TUPELO – Mississippi’s sex offender registry is a good tool, but authorities say they’d like to see it help law enforcement more on the front end.
When one of his deputies pulls over a car, Lee County Sheriff Jim Johnson said, there’s no way to immediately know if the driver is a convicted sex offender. The person could have a kidnapped child in the vehicle and without knowing that person is a sex offender, Johnson said precious time can be lost.
Even though sex offenders must register every 90 days with the sheriff’s department, the only information linking their history is on a computer screen far away from the officers on the streets.
“When we pull someone over and call in their tag number, we only get general information and none of it deals with whether or not that person is a convicted sex offender,” said Johnson. “They could have a child in the car and be planning on doing harm and unless they have a warrant out on them, they could be let go.
“That’s why we have to find a way for officers to identify sex offenders as soon as they come across one. The safety of the community depends on it.”
Some people have suggested that sex offender information be linked to the vehicle’s tag number, but Johnson said that is not a foolproof method.
“What if that person is in someone else’s car,” said Johnson. “Then it won’t show up. What if someone else is driving a sex offender’s car? Then they will be held under suspicion.
“I think there are better ways to recognize who’s a sex offender.”
Johnson said the answer is to require sex offenders to be labeled as such with a decal on their driver’s licenses. That will allow officers immediately to know what they did and who they are.
People with permits to carry concealed weapons have decals on their driver’s license. It lets police know a weapon may be in the vehicle.
Tupelo Police Maj. Anthony Hill said requiring sex offenders to have their conviction status placed on their driver’s license is something that could help identify them.
“We’re not saying that all convicted sex offenders are dangerous, but some are,” said Hill. “We want to protect the public from any threats and being able to identify sex offenders sooner can help to do that. Anything that will aid in helping the public is a good thing.”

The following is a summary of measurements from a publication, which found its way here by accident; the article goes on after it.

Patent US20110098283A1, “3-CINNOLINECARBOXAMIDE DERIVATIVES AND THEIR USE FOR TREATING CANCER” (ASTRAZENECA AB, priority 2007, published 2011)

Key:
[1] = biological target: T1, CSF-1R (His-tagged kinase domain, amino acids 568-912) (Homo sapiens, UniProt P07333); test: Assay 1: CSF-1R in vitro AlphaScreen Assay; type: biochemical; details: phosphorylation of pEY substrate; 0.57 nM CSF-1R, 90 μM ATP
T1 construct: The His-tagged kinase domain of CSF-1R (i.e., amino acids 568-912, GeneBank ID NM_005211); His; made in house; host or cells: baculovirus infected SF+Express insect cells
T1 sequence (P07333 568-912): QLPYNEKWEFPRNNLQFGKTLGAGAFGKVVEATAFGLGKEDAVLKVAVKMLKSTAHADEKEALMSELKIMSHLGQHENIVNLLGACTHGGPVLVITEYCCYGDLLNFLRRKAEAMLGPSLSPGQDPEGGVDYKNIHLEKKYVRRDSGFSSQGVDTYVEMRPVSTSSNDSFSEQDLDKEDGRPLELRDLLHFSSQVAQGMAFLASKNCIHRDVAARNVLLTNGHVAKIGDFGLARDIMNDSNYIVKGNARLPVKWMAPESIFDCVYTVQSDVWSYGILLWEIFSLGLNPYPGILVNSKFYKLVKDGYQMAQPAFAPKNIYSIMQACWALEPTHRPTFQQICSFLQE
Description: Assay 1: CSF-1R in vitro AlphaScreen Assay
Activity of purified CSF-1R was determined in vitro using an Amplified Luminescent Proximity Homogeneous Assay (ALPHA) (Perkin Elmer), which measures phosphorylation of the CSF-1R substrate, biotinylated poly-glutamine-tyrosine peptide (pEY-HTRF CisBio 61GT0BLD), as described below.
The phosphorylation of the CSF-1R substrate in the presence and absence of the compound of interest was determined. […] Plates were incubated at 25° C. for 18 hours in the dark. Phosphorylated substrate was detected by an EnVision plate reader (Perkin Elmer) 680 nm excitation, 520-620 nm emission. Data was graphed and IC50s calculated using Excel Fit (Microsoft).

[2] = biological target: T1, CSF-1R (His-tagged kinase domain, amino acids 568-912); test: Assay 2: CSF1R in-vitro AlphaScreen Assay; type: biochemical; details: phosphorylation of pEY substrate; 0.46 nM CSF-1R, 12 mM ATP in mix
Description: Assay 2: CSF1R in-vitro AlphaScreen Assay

A common problem law enforcement faces on traffic stops is people not having their driver’s license, and Itawamba Sheriff Chris Dickinson said if the Department of Public Safety makes sure that sex offender information is linked to their vehicle registration information, that problem can be solved.
“Nothing is foolproof, but I think putting the decal on the license and putting the information with that person’s registration can close a lot of loopholes in identifying sex offenders.”
If state Rep. Brian Aldridge has it his way, what police propose could become a law one day. The Tupelo resident said he’ll draft a bill to require the Department of Public Safety to check the sex offender registry when a person gets his or her license renewed. If that person is a convicted sex offender, Aldridge said a decal then would be put on that person’s license to specify it.
Said Aldridge: “Protecting the public is our main goal and this bill can help to do that. We want to give law enforcement every tool possible to protect people and this would be another one of those tools.”
Johnson said just like on traffic stops, authorities receive limited information on suspects when they get called to homes as well. He said he’d like deputies to know beforehand if they are dealing with a sex offender.
“There could be something going on at a house with a child or something that the officer doesn’t pay any attention to because they don’t know what to look out for,” said Johnson. “If I get dispatched to a home and I know it’s a convicted sex offender, then I know if I see children in the home that don’t belong to that person, something may be wrong.”
Because sex offenders have to register with the sheriff’s department, Johnson said deputies have a pretty good handle on where they live.
Contact Danza Johnson at (662) 678-1583 or email@example.com.
Danza Johnson/NEMS Daily Journal